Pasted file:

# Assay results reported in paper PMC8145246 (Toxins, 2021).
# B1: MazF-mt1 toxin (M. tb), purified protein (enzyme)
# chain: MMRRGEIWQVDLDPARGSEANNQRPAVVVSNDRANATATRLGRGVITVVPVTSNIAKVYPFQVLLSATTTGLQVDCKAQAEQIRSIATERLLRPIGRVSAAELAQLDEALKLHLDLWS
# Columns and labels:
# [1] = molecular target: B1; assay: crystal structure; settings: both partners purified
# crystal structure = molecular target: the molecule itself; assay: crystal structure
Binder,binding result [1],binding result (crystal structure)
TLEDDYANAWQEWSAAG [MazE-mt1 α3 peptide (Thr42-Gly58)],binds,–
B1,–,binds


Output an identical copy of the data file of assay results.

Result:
# Assay results reported in paper PMC8145246 (Toxins, 2021).
# B1: MazF-mt1 toxin (M. tb), purified protein (enzyme)
# chain: MMRRGEIWQVDLDPARGSEANNQRPAVVVSNDRANATATRLGRGVITVVPVTSNIAKVYPFQVLLSATTTGLQVDCKAQAEQIRSIATERLLRPIGRVSAAELAQLDEALKLHLDLWS
# Columns and labels:
# [1] = molecular target: B1; assay: crystal structure; settings: both partners purified
# crystal structure = molecular target: the molecule itself; assay: crystal structure
Binder,binding result [1],binding result (crystal structure)
TLEDDYANAWQEWSAAG [MazE-mt1 α3 peptide (Thr42-Gly58)],binds,–
B1,–,binds